Autism and burnout

Self care always first


Burnout is common among autistic individuals since it takes so much energy to participate in every day life and all it entails. Most things that come naturally for NT (neurotypical or average) individuals are a struggle for many autistic folks, form daily activities such as shopping , workplace demands, housekeeping, care of family and trying to keep up on friendships and other important relationships. Even special interests can be all consuming and draining of energy, especially if there are a lot of other demands in one’s life.

I began to suspect my autism diagnosis about 6 years ago and spent several years studying autism, learning about it online, reading books, articles, blogs, and participating in forums for up to 5 hours almost every single day. I began to blog, have been trying to work on a book about adult autism, and attending several forums, being admin and moderator for several autism pages as well. Autism has become a second career. Add to that recent speaking and volunteering for a “lifelong learning” group at our local community college.

I could sustain that pace indefinitely but find I am exhausted now and in mourning. Our old dog is leaving us little by little. We will soon have to make a decision about putting her down. Mean time I am getting up every 2 hours every night to make sure there are no “accidents” in the house. This is leading to exhaustion and feeling tired most days, napping for a couple hours off and on during daytime hours. I am feeling very drained physically and emotionally. I know the physical side, not getting enough rest, contributes to the limited emotional resources I now seem to have. Depression is setting in.
Other struggles adding to this are complications and frustrations over book production and a recent bout of rejection after having been given a specific invitation to participate in giving a presentation have led to my feeling depressed and frustrated. I am glad I can recognize this right now and try to change things. Self care always first is one of my most insistent mantras, and I plan on taking my own advice.

Time to back off and do self care. I am cutting back on my groups and passing the torch of admin and moderator on to others where possible.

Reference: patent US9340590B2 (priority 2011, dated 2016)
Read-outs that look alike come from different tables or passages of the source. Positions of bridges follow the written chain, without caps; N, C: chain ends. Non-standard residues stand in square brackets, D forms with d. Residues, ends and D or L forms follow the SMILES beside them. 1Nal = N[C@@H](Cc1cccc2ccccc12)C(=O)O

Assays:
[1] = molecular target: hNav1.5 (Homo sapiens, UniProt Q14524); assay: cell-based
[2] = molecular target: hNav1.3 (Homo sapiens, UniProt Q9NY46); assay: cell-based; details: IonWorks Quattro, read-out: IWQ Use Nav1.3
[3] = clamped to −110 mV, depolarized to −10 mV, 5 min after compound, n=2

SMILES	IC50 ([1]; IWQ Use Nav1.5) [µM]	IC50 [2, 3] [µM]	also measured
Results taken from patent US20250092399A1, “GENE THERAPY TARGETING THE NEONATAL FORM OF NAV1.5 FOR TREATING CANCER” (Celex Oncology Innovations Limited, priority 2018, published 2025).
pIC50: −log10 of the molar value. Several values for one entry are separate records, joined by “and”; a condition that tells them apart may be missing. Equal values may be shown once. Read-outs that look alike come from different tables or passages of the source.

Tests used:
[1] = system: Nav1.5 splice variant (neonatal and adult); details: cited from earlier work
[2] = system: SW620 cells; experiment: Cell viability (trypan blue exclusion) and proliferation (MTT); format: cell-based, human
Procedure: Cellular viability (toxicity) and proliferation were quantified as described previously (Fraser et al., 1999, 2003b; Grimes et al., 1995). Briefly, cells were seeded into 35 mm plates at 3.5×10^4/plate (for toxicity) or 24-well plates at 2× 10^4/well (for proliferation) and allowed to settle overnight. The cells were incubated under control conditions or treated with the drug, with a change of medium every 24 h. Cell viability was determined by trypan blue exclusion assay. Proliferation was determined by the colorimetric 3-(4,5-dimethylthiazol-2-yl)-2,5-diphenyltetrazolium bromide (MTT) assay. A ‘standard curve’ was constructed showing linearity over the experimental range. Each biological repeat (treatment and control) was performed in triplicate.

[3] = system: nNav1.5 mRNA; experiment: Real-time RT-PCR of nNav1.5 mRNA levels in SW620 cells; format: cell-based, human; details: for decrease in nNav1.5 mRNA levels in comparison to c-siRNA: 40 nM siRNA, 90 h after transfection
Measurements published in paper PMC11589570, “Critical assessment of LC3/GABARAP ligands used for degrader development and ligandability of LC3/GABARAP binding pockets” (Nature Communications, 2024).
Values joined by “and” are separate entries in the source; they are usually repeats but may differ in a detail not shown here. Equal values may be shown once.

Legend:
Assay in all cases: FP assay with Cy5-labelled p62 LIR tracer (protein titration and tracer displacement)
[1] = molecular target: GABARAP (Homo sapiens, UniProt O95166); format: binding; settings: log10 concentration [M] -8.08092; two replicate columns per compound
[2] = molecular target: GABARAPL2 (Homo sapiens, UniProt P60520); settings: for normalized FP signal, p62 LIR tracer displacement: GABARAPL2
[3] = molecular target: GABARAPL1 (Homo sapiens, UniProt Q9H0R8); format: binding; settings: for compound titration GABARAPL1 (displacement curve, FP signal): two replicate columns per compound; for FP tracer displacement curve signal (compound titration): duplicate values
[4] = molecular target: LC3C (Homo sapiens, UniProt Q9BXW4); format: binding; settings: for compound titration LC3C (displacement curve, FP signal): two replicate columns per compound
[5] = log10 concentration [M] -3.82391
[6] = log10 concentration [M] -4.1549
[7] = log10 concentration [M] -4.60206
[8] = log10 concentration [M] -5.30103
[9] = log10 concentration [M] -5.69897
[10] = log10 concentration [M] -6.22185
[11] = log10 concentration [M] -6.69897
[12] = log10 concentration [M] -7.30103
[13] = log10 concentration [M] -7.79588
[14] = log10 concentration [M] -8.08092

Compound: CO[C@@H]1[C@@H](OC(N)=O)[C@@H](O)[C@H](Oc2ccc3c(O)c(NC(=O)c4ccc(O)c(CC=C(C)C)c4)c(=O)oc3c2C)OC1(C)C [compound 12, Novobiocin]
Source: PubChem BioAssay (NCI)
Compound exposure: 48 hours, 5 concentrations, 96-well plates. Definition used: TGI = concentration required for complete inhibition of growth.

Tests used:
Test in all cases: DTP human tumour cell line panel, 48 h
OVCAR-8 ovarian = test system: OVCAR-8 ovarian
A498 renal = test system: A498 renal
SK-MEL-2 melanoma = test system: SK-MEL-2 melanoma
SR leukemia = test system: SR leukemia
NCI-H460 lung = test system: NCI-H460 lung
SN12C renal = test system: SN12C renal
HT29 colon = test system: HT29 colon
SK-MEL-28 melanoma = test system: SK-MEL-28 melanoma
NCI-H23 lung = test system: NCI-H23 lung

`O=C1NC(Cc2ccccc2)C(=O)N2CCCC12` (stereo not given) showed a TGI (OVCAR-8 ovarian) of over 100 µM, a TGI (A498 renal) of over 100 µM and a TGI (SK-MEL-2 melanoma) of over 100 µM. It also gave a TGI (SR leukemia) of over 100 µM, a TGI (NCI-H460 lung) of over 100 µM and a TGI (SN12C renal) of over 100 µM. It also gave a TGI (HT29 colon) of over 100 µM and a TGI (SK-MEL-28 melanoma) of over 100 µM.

I am going to at least try to keep up with the blog and spend more time doing rest and self care things.
I want to head this off before it becomes complete depression and breakdown.

If you are feeling exhausted, frustrated, depressed, anxious and overwhelmed, are you taking the time to do self care?

8 thoughts on “Autism and burnout

  1. Great post. I’m sorry to hear about the rejection you experienced from the group you planned to present to. It’s so hard to accept rejection without feeling rather destroyed when one has autism. Usually we’ve experienced it repeatedly over a lifetime and perhaps have never successfully gotten over it, only to have the bandaid rudely yanked off again. At that moment it can seem as if no headway has ever been made in our battle to accept ourselves and perhaps even to love ourselves unconditionally. Family and friends often try to soothe us by attempting to downplay what has happened, even to suggest that our perception may be skewed, ultimately gaslighting us. But we’ve experienced this sort of thing before and in the end we’re left on our own with our sense of shame and failure. I’ve learned to allow myself to feel like crap for awhile and then ultimately give it to God. It’s their problem if my autism is a bar to full participation, full acceptance, not mine. In the end I can’t change or control anyone’s behavior but my own. So I choose to grieve a bit and then move on.
    I enjoy your posts very much, although this one is difficult. I hope knowing how many people you are helping with this blog will uplift your heart.
    Take the time you need to rest and restore.

    Liked by 1 person

  2. “Self care first” My best friend has drilled this in my head for the past three/four years. It truly is easier said than done, but critical to moving forward. I am forever amazed at all your commitments (family, friends, autism awareness work and hobbies that are time sensitive). Not only does it make my head spin, but it makes me want to shut down. I, myself, can no longer handle that amount of stress and avoid commitments like the plague. You truly are my hero.

    I’m so sorry for your dogs condition. Is she still enjoying things? You and your family have given her a wonderful life, and all of us will have happy memories of her. Especially her generosity in sharing her home and family with my Honey…! You’ll know when it’s time, but let her go out giving you good visions of her… With Honey, we spent the last month or so going to all of her favorite places, and those are memories I will always cherish.

    I’m glad to hear you are handing over some of your groups and engagements to others. I would love to see you free enough to work on your research/book. When I read your above article, I couldn’t help but envision a cell phone that needed to be put on charge. Wouldn’t it be wonderful to be able to just touch something…like a magic crystal or rock that had the powers to replenish your soul!!!

    Soon the weather will be changing, it will become a little warmer, and you will be able to walk the shore and let Lady Huron do her magic!

    Like

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